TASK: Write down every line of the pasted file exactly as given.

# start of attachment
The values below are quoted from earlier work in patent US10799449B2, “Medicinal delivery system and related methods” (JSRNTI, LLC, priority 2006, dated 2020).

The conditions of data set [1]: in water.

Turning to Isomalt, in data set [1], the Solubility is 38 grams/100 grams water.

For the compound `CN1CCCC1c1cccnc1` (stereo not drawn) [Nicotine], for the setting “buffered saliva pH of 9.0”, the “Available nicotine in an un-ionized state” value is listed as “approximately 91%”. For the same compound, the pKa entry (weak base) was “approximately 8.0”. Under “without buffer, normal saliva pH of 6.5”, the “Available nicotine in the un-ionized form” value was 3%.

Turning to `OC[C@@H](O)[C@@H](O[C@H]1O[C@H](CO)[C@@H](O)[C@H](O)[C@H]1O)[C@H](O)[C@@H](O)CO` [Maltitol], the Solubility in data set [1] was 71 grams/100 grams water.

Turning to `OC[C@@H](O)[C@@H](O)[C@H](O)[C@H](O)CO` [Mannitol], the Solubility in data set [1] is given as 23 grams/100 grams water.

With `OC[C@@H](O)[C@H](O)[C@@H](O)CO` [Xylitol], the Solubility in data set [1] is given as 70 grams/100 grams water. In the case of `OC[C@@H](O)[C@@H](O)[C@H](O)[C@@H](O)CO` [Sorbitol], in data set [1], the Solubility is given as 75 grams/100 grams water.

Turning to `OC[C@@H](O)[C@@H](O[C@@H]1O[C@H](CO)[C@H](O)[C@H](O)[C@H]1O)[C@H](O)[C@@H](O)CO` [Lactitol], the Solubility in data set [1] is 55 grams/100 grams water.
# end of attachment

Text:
The values below are quoted from earlier work in patent US10799449B2, “Medicinal delivery system and related methods” (JSRNTI, LLC, priority 2006, dated 2020).

The conditions of data set [1]: in water.

Turning to Isomalt, in data set [1], the Solubility is 38 grams/100 grams water.

For the compound `CN1CCCC1c1cccnc1` (stereo not drawn) [Nicotine], for the setting “buffered saliva pH of 9.0”, the “Available nicotine in an un-ionized state” value is listed as “approximately 91%”. For the same compound, the pKa entry (weak base) was “approximately 8.0”. Under “without buffer, normal saliva pH of 6.5”, the “Available nicotine in the un-ionized form” value was 3%.

Turning to `OC[C@@H](O)[C@@H](O[C@H]1O[C@H](CO)[C@@H](O)[C@H](O)[C@H]1O)[C@H](O)[C@@H](O)CO` [Maltitol], the Solubility in data set [1] was 71 grams/100 grams water.

Turning to `OC[C@@H](O)[C@@H](O)[C@H](O)[C@H](O)CO` [Mannitol], the Solubility in data set [1] is given as 23 grams/100 grams water.

With `OC[C@@H](O)[C@H](O)[C@@H](O)CO` [Xylitol], the Solubility in data set [1] is given as 70 grams/100 grams water. In the case of `OC[C@@H](O)[C@@H](O)[C@H](O)[C@@H](O)CO` [Sorbitol], in data set [1], the Solubility is given as 75 grams/100 grams water.

Turning to `OC[C@@H](O)[C@@H](O[C@@H]1O[C@H](CO)[C@H](O)[C@H](O)[C@H]1O)[C@H](O)[C@@H](O)CO` [Lactitol], the Solubility in data set [1] is 55 grams/100 grams water.